Have you recently been told that you or your child need to have your wisdom teeth taken out? It’s a safe bet to say that most people would gladly trade a little extra “wisdom” in exchange for not needing this procedure! But rest assured that wisdom teeth extraction is easier than you might think and also protects your long-term oral health in many ways. In this blog, you’ll find out why we get wisdom teeth to begin with and how having them taken out will contribute to a healthier smile.
Why Do We Get Wisdom Teeth?
Most people get 3 sets of adult molars (that’s right – there are a few lucky folks who don’t!) The first set comes in about age 6, the second set around age 12, and the third set (the wisdom teeth) come in between the ages of 17 -25.
So, why do we get wisdom teeth if they just need to be taken out? It has to do with the evolution of both our jaws and diets over time.
At one time, people had larger jaws and needed these extra molars to eat tough and fibrous foods. Now, with a softer diet and the use of modern cutlery, wisdom teeth aren’t necessary.
Why Do Wisdom Teeth Need To Be Taken Out?
Many patients don’t see the need for extractions if their wisdom teeth aren’t currently causing problems. However, there’s real potential for problems later on, so it’s a proactive way to avoid these issues altogether.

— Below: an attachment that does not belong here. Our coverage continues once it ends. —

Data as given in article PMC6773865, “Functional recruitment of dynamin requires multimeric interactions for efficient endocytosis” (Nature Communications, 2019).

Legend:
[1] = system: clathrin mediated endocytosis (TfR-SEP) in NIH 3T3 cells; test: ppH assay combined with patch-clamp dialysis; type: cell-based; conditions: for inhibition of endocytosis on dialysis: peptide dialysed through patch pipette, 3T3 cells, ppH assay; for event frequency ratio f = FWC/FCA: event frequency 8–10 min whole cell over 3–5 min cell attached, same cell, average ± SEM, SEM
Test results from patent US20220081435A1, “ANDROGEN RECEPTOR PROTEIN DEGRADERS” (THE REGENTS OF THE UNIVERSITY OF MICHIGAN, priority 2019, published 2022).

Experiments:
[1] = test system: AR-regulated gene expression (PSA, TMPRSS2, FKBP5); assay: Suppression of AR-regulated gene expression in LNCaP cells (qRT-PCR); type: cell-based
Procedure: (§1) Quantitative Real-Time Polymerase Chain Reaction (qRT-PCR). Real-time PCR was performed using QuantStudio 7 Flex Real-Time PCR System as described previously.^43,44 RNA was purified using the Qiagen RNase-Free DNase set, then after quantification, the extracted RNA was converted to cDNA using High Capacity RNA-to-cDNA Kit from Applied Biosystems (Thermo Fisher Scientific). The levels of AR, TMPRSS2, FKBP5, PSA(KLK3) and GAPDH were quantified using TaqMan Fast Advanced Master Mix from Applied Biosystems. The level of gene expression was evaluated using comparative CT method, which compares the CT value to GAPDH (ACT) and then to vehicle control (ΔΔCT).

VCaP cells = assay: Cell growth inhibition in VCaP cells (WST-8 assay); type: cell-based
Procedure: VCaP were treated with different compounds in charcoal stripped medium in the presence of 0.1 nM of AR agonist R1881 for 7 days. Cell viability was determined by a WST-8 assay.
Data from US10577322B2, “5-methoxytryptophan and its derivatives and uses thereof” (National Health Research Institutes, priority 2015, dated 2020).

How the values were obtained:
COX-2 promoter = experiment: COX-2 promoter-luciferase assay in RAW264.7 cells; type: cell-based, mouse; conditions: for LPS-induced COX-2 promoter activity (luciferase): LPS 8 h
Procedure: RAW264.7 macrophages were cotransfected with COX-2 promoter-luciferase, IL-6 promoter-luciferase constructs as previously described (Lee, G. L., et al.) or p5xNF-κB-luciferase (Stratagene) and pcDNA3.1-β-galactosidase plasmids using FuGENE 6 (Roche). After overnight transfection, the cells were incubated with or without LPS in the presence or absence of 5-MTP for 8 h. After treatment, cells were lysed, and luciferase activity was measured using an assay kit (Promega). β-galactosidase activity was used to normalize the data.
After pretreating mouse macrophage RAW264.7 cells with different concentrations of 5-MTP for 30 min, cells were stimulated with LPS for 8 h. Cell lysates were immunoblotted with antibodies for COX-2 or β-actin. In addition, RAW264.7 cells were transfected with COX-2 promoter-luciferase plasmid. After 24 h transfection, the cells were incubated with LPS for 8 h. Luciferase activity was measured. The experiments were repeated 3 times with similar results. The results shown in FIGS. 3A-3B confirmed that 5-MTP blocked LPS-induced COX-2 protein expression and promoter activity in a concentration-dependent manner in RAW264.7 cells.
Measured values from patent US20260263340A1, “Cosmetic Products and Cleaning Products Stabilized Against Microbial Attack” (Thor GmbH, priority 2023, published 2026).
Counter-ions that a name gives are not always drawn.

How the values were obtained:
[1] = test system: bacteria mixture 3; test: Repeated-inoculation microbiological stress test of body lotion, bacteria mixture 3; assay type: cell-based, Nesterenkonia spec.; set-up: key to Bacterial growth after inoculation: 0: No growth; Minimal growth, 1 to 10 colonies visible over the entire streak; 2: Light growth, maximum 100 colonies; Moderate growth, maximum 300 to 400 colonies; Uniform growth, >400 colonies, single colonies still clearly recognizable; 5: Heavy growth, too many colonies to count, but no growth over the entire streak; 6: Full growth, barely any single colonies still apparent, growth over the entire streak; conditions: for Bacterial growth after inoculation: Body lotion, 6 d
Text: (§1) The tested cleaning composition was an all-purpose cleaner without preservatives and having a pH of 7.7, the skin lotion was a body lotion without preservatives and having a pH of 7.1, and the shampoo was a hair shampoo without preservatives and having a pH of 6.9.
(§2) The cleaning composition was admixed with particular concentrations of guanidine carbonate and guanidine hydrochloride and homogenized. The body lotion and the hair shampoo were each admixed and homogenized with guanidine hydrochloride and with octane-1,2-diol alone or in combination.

And, since healing after extractions is so much easier for younger patients, it’s a good idea to do the procedure earlier rather than later.
Here are some additional reasons to take wisdom teeth out:
- Impaction – Impaction is quite common and occurs when the wisdom teeth only come in partially. This creates a deep pocket of gum tissue that collects plaque and bacteria and can result in pain, swelling or a serious infection.
- Poor hygiene – Wisdom teeth are very hard to access and clean with a toothbrush and floss, so they can easily develop cavities and gum problems.
- Lack of space – Unfortunately, most people’s jaws simply aren’t big enough to accommodate wisdom teeth.
What Are Some Other Benefits of the Procedure?
Everyone can agree that an ounce of prevention is worth a pound of cure, especially when it comes to dental work. Here are several issues you can prevent by having your wisdom teeth extracted:
- Sinus problems
- Damage to the adjacent teeth
- Severely inflamed, painful gums
- Crowding of your other teeth or bite alignment issues
- Cysts or infections deep in the jaw
Don’t forget – having your wisdom teeth extracted only has to be done once, but it will help you have better oral health for life!
About the Author
Dr. James D. Geer has been a family dentist for 40 years and performed countless oral surgery procedures, including wisdom teeth extractions. With decades of experience and his reassuring chairside manner, he provides outstanding care and always puts his patients at ease – even during extraction procedures. If you have any other questions about wisdom teeth, he can be reached via his website.